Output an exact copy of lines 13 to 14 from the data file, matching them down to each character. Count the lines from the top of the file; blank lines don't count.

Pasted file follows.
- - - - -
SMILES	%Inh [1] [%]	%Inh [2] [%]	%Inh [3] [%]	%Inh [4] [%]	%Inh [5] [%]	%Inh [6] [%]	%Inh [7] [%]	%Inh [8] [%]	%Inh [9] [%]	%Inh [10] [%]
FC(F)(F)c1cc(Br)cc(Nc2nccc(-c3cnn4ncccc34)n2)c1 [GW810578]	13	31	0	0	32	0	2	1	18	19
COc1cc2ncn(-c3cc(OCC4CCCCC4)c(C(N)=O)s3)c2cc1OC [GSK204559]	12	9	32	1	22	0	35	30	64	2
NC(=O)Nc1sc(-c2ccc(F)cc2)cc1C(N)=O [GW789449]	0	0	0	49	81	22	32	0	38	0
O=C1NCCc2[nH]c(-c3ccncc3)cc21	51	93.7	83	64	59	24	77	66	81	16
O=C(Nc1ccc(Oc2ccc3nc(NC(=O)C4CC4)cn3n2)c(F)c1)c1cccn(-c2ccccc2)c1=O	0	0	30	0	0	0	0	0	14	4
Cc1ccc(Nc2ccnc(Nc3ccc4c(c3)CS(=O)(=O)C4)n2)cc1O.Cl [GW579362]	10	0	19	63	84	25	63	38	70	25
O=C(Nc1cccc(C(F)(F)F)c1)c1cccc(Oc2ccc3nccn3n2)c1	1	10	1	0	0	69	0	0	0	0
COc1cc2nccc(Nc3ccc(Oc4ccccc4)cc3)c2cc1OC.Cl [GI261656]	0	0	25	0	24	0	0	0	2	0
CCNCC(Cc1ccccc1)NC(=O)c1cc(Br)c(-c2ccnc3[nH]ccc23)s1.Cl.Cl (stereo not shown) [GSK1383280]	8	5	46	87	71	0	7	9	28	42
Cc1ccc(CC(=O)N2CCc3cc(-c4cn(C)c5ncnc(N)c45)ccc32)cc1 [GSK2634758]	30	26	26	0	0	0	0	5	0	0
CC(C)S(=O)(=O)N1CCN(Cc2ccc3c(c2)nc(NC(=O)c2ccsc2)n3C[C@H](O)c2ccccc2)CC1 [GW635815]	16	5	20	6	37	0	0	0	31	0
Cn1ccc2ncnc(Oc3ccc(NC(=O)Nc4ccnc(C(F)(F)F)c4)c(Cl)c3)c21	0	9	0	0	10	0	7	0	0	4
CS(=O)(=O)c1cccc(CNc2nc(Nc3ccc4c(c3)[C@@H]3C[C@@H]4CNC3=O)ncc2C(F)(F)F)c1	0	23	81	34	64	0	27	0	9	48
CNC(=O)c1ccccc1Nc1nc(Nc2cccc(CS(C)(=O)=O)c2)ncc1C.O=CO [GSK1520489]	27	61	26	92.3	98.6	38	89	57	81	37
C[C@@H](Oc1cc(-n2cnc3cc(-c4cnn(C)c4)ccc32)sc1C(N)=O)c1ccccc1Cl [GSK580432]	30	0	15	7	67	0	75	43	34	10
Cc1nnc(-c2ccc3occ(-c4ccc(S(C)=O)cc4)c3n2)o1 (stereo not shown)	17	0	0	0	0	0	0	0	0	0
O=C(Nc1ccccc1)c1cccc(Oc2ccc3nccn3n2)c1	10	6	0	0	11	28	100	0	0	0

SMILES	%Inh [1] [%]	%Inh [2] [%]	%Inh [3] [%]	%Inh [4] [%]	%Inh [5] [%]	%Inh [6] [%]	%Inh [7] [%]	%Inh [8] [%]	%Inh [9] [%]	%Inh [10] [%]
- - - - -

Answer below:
Cn1ccc2ncnc(Oc3ccc(NC(=O)Nc4ccnc(C(F)(F)F)c4)c(Cl)c3)c21	0	9	0	0	10	0	7	0	0	4
CS(=O)(=O)c1cccc(CNc2nc(Nc3ccc4c(c3)[C@@H]3C[C@@H]4CNC3=O)ncc2C(F)(F)F)c1	0	23	81	34	64	0	27	0	9	48